Heritage Policy in Canada (Revision 1)
Heritage is central to Canadian cultural policy and is an important aspect of Canadian social, political, and economic life. Heritage Resources Management 327: Heritage Policy in Canada surveys the historical development of federal and provincial arts and heritage policies in Canada and related ideas of national and regional culture. It uses this framework to discuss perceptions of “culture” as social expression and the role of government policy in a diverse society.
Part I: Building Heritage: The Policy Framework
- Unit 1: Introduction: Inventing Heritage
- Unit 2: How Canada Made History
- Unit 3: Heritage for the People? The Role of the State
- Unit 4: Does Heritage Pay?
Part II: Heritage Where We Live: Communities and Conservation
- Unit 5: Heritage in the Regions: Provinces and Territories
- Unit 6: Heritage on the Street: Cities, Towns, and Villages
- Unit 7: Sustainable Communities: Natural and Cultural Heritage
Part III: Heritage Stakeholders: Citizens, Audiences, and Workforce
- Unit 8: Social Pluralism, Cultural Politics, and Heritage
- Unit 9: Backstage Heritage: Staff, Volunteers, and Activists
- Unit 10: The Museum: Public Forum or Treasure Vault?
- Unit 11: Digital Technologies: Shaping Knowledge and Access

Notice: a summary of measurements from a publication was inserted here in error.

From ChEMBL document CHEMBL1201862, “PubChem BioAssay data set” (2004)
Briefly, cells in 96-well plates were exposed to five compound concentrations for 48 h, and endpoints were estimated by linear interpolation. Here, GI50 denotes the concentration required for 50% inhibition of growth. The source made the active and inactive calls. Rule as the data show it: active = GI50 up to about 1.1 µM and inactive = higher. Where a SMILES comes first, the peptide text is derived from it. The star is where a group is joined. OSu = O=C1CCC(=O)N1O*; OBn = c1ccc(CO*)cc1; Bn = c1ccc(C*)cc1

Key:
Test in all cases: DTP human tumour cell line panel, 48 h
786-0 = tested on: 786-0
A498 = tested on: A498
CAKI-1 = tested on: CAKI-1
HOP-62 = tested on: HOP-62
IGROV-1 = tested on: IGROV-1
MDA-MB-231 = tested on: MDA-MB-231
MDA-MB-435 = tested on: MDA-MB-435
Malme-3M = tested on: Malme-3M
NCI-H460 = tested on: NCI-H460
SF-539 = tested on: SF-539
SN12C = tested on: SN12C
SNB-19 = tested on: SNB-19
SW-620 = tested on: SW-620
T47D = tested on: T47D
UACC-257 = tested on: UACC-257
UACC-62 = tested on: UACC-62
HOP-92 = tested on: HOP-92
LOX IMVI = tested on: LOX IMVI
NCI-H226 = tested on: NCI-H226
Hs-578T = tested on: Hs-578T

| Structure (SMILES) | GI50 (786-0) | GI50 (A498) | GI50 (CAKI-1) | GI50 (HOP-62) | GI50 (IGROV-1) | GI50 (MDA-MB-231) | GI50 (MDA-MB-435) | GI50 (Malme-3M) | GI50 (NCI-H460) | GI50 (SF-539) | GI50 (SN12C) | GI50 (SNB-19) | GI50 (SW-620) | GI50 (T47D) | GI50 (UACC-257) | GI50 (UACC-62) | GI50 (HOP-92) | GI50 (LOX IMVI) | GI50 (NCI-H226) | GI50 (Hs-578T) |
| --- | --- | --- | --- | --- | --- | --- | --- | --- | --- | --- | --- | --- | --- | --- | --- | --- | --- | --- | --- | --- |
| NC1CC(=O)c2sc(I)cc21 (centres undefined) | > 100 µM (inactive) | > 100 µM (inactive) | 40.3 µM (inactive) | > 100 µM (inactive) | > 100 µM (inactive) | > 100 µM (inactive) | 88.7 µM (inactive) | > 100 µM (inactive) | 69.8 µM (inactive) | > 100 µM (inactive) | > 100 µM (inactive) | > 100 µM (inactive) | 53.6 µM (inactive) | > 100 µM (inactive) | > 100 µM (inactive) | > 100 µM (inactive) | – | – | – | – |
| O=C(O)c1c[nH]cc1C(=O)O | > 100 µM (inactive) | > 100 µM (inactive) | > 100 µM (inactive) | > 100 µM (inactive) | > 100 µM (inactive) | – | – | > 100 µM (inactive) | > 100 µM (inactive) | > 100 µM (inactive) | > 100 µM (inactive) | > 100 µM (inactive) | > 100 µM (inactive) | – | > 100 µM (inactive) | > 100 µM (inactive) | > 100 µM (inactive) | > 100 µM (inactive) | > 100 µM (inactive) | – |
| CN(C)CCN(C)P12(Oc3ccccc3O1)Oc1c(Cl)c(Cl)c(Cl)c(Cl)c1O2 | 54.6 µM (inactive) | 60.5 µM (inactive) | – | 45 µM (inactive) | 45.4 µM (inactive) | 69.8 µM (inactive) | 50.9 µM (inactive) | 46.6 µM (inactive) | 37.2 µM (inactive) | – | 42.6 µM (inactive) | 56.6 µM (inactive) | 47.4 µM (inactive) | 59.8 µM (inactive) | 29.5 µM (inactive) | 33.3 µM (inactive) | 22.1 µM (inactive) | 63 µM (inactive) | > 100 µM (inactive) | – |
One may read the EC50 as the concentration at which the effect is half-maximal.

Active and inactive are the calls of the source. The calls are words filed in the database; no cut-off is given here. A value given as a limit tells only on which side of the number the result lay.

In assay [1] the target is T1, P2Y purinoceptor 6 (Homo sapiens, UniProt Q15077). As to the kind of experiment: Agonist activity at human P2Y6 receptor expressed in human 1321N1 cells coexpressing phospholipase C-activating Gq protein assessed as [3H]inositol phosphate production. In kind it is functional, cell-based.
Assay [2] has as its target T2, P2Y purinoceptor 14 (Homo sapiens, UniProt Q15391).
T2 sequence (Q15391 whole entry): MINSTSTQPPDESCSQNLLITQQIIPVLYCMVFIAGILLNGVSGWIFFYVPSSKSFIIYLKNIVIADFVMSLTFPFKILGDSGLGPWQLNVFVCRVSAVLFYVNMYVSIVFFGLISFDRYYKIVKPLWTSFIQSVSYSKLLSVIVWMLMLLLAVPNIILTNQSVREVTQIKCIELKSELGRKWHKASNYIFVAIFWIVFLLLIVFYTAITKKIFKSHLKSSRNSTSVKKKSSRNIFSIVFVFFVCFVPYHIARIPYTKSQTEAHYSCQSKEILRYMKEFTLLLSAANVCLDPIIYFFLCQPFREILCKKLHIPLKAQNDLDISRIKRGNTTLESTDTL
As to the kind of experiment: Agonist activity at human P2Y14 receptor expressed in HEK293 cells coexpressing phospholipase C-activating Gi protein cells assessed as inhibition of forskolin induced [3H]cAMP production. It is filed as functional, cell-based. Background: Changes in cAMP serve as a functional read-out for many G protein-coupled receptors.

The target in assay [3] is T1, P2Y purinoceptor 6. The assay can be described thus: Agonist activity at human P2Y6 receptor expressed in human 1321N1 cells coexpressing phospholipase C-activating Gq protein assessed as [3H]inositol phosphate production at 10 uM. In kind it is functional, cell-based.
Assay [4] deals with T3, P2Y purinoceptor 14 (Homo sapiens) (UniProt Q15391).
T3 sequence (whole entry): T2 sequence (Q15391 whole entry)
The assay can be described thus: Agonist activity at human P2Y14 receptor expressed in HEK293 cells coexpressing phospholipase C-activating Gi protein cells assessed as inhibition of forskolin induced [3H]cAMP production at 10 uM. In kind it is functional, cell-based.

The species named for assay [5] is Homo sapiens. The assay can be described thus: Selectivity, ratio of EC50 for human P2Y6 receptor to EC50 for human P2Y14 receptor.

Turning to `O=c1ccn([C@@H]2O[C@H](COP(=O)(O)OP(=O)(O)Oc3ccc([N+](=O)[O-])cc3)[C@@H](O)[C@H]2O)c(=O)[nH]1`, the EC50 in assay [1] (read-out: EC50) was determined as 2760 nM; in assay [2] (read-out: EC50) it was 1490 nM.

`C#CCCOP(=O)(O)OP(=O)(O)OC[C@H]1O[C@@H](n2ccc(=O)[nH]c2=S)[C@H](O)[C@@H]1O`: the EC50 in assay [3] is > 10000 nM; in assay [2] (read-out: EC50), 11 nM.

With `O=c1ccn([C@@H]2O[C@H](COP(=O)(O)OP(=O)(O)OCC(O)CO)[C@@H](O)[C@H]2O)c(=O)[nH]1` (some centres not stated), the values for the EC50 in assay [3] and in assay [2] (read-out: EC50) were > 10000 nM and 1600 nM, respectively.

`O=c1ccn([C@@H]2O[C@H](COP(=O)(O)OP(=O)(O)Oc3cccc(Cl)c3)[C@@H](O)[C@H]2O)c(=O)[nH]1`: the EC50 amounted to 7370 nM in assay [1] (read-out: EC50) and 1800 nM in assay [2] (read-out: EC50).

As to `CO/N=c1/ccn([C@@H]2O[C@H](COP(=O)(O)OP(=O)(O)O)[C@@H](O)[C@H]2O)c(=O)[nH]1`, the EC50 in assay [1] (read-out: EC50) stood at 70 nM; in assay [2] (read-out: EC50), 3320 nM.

- Unit 12: Thinking It Over: Review, Summary, and References
To receive credit for HERM 327, you must complete all of the assignments and achieve a minimum composite course grade of “D” (50 percent). The chart below summarizes the course activities and the credit weight associated with each assignment.
|Assign.1 Report||Assign. 2 Position Paper||Assign. 3 Study Exercises||Assign. 4 Research Paper||Total|
To learn more about assignments and examinations, please refer to Athabasca University's online Calendar.
There is no textbook for this course.
The course materials include a study guide, student manual, and a reading file.
Athabasca University reserves the right to amend course outlines occasionally and without notice. Courses offered by other delivery methods may vary from their individualized-study counterparts.
Opened in Revision 1, October 30, 2007.
Updated May 17 2016 by Student & Academic Services